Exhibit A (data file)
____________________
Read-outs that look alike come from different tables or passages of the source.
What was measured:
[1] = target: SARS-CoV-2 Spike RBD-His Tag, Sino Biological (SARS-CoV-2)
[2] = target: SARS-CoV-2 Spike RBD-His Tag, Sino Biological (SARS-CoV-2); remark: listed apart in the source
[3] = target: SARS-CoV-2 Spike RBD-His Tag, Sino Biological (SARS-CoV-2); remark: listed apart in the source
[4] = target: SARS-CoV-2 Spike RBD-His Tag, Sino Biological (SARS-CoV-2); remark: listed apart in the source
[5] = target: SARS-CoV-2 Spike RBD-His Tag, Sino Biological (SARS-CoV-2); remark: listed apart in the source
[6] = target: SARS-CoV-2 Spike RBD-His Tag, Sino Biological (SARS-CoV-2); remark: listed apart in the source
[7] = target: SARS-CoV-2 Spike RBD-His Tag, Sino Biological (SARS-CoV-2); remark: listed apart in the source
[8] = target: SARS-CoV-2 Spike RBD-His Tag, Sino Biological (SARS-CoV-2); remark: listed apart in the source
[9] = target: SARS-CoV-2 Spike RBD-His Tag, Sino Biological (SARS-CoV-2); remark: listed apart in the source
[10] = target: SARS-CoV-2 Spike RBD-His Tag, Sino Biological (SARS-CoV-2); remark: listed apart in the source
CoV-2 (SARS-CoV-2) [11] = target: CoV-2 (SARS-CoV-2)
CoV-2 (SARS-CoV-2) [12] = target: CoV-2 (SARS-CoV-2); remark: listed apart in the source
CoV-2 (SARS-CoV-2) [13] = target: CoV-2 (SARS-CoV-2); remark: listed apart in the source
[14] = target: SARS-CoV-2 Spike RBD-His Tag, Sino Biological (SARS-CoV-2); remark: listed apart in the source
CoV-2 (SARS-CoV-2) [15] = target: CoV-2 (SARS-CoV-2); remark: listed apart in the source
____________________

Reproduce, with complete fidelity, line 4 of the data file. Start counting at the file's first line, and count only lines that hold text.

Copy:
[2] = target: SARS-CoV-2 Spike RBD-His Tag, Sino Biological (SARS-CoV-2); remark: listed apart in the source